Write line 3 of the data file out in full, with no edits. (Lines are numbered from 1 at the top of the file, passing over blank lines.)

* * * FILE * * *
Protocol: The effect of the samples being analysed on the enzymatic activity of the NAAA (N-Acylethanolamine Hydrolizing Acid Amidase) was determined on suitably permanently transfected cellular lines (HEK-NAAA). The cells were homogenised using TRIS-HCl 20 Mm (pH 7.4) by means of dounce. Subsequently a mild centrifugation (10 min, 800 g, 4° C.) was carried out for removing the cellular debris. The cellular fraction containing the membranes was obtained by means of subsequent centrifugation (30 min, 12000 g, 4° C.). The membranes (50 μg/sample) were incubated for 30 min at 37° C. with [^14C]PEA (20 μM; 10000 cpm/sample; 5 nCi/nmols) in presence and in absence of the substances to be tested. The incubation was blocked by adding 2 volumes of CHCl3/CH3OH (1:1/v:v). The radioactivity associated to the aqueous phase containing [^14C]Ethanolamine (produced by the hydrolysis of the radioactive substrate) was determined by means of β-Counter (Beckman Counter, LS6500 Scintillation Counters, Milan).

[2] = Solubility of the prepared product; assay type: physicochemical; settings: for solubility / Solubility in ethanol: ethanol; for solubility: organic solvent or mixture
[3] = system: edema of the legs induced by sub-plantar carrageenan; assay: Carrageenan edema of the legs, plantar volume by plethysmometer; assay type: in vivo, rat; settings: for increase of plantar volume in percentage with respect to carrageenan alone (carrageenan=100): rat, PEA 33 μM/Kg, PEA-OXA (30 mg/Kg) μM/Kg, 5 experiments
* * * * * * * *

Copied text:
[3] = system: edema of the legs induced by sub-plantar carrageenan; assay: Carrageenan edema of the legs, plantar volume by plethysmometer; assay type: in vivo, rat; settings: for increase of plantar volume in percentage with respect to carrageenan alone (carrageenan=100): rat, PEA 33 μM/Kg, PEA-OXA (30 mg/Kg) μM/Kg, 5 experiments